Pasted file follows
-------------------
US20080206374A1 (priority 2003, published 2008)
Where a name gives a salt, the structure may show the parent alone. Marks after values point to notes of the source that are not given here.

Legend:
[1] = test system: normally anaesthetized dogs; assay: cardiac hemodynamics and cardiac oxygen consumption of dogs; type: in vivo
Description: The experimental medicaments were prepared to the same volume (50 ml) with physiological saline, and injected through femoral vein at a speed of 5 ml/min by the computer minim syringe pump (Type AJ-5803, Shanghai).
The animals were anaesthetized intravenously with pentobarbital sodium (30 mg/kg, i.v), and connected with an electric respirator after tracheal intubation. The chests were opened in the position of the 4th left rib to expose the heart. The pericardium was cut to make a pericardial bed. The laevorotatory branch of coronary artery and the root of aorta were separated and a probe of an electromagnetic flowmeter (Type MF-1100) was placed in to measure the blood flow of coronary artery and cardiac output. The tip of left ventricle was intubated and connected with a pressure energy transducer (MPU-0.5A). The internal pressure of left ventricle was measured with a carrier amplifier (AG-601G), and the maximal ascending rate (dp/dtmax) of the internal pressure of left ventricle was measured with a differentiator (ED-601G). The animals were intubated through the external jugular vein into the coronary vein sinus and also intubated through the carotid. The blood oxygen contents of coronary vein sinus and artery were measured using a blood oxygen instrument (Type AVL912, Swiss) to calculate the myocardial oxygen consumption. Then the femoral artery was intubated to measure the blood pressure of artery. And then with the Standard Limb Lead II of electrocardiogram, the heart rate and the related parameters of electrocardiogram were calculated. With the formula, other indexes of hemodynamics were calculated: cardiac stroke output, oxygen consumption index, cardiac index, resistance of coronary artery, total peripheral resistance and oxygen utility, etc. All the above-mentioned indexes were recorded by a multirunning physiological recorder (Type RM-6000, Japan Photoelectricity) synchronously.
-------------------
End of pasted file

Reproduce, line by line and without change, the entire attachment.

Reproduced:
US20080206374A1 (priority 2003, published 2008)
Where a name gives a salt, the structure may show the parent alone. Marks after values point to notes of the source that are not given here.

Legend:
[1] = test system: normally anaesthetized dogs; assay: cardiac hemodynamics and cardiac oxygen consumption of dogs; type: in vivo
Description: The experimental medicaments were prepared to the same volume (50 ml) with physiological saline, and injected through femoral vein at a speed of 5 ml/min by the computer minim syringe pump (Type AJ-5803, Shanghai).
The animals were anaesthetized intravenously with pentobarbital sodium (30 mg/kg, i.v), and connected with an electric respirator after tracheal intubation. The chests were opened in the position of the 4th left rib to expose the heart. The pericardium was cut to make a pericardial bed. The laevorotatory branch of coronary artery and the root of aorta were separated and a probe of an electromagnetic flowmeter (Type MF-1100) was placed in to measure the blood flow of coronary artery and cardiac output. The tip of left ventricle was intubated and connected with a pressure energy transducer (MPU-0.5A). The internal pressure of left ventricle was measured with a carrier amplifier (AG-601G), and the maximal ascending rate (dp/dtmax) of the internal pressure of left ventricle was measured with a differentiator (ED-601G). The animals were intubated through the external jugular vein into the coronary vein sinus and also intubated through the carotid. The blood oxygen contents of coronary vein sinus and artery were measured using a blood oxygen instrument (Type AVL912, Swiss) to calculate the myocardial oxygen consumption. Then the femoral artery was intubated to measure the blood pressure of artery. And then with the Standard Limb Lead II of electrocardiogram, the heart rate and the related parameters of electrocardiogram were calculated. With the formula, other indexes of hemodynamics were calculated: cardiac stroke output, oxygen consumption index, cardiac index, resistance of coronary artery, total peripheral resistance and oxygen utility, etc. All the above-mentioned indexes were recorded by a multirunning physiological recorder (Type RM-6000, Japan Photoelectricity) synchronously.